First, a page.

Why the confusion?
First, there are similarities. Customer case studies and white papers are both narrative forms of marketing that focus more on how challenges are solved rather than on heavy promotion. But beyond that, there are distinct differences.

Let's take a little quiz. Answer "customer case study" or "white paper" for each of the following questions. The answers follow. Don't cheat!

1. The focus is on how a certain challenge is solved and the benefits of the solution, without being customer-specific.

2. The primary focus is one customer's experience with a product, service, solution or person.

3. The written document is typically 5-10 pages in length.

4. It can mention a customer's experience but mainly in the context of showing benefits/results.

5. It does not require external approval by a customer.

6. You can reuse the content in a dozen or more different ways.

7. In surveys of B2B technology buyers, this was named the most influential collateral type.

8. This educates readers about how a product/service/other solution looks in action.

1. Focuses on how a certain challenge is solved and the benefits of the solution, without being customer-specific.
Answer: White paper

A white paper gives a vendor the opportunity to highlight challenges and then details how a solution goes about answering those challenges. The focus is on capabilities and benefits generally, without diving into one customer's experience.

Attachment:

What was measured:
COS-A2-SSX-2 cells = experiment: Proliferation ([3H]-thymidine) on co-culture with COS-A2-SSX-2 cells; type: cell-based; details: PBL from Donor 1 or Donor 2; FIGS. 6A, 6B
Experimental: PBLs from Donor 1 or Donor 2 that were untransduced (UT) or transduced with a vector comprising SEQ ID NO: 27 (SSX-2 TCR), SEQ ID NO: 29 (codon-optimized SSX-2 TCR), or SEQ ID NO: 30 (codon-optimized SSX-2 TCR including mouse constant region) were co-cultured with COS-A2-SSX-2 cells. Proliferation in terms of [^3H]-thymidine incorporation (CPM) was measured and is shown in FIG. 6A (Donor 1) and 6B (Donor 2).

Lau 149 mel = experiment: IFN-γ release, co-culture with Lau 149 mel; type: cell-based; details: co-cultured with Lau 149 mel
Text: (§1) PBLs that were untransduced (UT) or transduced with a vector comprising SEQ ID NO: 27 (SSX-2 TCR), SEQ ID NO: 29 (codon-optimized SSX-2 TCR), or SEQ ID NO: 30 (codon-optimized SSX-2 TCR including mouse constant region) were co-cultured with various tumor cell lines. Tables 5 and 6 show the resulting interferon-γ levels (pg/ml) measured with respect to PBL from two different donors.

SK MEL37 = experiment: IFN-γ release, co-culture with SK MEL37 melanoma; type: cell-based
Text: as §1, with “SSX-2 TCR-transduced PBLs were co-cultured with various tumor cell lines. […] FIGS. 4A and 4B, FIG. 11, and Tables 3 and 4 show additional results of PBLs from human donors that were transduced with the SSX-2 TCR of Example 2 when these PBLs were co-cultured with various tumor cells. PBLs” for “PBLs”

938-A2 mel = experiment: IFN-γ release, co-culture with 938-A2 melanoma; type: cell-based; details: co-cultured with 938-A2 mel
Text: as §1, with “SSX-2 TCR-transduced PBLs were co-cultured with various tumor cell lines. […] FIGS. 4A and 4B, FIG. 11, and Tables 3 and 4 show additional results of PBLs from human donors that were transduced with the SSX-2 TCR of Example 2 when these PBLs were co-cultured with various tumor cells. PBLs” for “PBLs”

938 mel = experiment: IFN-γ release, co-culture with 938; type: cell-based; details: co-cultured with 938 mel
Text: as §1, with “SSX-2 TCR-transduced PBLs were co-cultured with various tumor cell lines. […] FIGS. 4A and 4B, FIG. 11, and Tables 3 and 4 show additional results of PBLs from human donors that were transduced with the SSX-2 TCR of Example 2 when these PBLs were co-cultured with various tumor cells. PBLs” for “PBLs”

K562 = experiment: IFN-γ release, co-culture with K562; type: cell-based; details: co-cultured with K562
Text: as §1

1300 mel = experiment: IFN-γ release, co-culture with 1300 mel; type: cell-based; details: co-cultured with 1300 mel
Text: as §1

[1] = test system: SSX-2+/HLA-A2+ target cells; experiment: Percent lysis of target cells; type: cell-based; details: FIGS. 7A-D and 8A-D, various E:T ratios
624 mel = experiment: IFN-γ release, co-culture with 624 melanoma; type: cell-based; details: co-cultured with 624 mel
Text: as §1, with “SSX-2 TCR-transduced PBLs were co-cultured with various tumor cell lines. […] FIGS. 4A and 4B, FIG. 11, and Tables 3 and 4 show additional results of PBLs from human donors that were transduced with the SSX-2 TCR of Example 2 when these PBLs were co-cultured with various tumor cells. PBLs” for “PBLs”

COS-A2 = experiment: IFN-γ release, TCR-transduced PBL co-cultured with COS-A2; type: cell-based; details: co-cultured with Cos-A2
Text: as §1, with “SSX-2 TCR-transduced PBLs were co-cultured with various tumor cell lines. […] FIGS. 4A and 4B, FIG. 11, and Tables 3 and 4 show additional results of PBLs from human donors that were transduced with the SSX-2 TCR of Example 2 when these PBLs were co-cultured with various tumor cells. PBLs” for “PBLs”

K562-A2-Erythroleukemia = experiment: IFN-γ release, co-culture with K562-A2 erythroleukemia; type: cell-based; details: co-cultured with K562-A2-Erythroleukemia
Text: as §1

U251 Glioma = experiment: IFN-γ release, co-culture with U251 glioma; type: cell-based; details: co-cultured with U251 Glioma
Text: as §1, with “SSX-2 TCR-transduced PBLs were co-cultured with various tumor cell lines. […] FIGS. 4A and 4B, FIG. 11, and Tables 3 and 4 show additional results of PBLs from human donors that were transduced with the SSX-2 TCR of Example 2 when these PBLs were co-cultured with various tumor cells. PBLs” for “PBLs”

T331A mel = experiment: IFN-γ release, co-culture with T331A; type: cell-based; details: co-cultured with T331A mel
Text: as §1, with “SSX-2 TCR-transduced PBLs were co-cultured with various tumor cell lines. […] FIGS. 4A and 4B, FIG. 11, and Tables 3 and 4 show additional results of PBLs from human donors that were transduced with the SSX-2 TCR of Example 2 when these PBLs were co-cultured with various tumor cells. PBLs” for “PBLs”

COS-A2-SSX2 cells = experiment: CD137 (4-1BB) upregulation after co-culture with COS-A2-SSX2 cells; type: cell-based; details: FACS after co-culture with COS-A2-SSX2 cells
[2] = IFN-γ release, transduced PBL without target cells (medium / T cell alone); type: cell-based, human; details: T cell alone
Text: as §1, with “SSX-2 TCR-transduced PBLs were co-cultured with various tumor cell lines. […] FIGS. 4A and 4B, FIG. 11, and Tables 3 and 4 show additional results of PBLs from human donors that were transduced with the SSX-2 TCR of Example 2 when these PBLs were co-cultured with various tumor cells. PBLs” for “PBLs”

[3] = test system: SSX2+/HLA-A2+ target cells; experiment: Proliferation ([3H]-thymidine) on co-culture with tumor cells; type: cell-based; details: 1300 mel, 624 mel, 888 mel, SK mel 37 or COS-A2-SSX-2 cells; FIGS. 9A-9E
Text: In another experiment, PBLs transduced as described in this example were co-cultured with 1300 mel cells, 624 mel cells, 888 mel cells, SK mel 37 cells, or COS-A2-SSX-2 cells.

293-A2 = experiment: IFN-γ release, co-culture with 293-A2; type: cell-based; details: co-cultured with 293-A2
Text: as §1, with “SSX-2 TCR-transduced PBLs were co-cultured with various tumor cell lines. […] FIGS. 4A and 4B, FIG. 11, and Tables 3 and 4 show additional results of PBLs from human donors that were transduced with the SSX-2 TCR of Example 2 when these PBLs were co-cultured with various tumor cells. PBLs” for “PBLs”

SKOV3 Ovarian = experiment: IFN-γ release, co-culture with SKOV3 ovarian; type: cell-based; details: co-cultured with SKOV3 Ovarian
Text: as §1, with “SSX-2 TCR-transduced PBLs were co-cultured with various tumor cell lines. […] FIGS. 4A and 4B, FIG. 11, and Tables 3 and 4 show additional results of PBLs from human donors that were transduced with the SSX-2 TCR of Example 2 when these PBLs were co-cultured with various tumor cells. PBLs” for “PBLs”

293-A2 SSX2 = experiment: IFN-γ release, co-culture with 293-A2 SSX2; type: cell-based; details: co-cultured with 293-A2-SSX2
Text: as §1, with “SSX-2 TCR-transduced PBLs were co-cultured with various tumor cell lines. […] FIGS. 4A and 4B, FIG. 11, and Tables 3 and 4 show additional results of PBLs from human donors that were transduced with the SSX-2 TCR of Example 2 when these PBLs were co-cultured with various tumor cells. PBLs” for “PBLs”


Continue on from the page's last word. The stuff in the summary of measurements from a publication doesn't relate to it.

2. Focuses on one customer's experience with a product, service, solution or person.
Answer: Customer case study

In contrast to #1, a customer case study is about a customer from start to finish. While it still highlights challenges, solutions and benefits, it always does so in the context of a customer's experience.

3. Typically ranges 5-10 pages in length.
Answer: White paper

White papers are usually at least twice as long as customer case studies, which typically range from 1-4 pages. White papers use that extra space to go into much more detail on the stated challenge or problem, ways that can be solved and the benefits/drawbacks.

4. Can mention a customer's experience but mainly in the context of showing benefits/results.
Answer: White paper

White papers are not free of customer examples. In fact, they can really bring life to a white paper. But a customer example here would be mentioned in context, in summary, in the doc, rather than being the focus of the entire piece.

Check out this article by Jonathan Kantor about how to weave customer examples into white papers.